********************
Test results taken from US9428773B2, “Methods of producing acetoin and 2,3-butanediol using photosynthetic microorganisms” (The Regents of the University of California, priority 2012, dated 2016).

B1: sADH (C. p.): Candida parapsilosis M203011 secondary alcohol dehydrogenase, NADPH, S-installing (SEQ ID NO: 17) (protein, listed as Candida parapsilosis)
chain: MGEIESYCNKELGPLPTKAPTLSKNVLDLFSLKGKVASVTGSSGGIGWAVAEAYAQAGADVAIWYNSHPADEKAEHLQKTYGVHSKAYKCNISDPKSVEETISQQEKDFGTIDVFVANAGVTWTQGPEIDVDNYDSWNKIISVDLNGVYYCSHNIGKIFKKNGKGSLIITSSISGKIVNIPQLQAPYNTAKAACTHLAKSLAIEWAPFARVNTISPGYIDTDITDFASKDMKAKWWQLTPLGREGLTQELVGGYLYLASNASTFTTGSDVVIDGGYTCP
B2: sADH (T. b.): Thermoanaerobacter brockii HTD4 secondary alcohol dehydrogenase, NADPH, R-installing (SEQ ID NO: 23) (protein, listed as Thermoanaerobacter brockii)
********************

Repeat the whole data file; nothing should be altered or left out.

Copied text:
Test results taken from US9428773B2, “Methods of producing acetoin and 2,3-butanediol using photosynthetic microorganisms” (The Regents of the University of California, priority 2012, dated 2016).

B1: sADH (C. p.): Candida parapsilosis M203011 secondary alcohol dehydrogenase, NADPH, S-installing (SEQ ID NO: 17) (protein, listed as Candida parapsilosis)
chain: MGEIESYCNKELGPLPTKAPTLSKNVLDLFSLKGKVASVTGSSGGIGWAVAEAYAQAGADVAIWYNSHPADEKAEHLQKTYGVHSKAYKCNISDPKSVEETISQQEKDFGTIDVFVANAGVTWTQGPEIDVDNYDSWNKIISVDLNGVYYCSHNIGKIFKKNGKGSLIITSSISGKIVNIPQLQAPYNTAKAACTHLAKSLAIEWAPFARVNTISPGYIDTDITDFASKDMKAKWWQLTPLGREGLTQELVGGYLYLASNASTFTTGSDVVIDGGYTCP
B2: sADH (T. b.): Thermoanaerobacter brockii HTD4 secondary alcohol dehydrogenase, NADPH, R-installing (SEQ ID NO: 23) (protein, listed as Thermoanaerobacter brockii)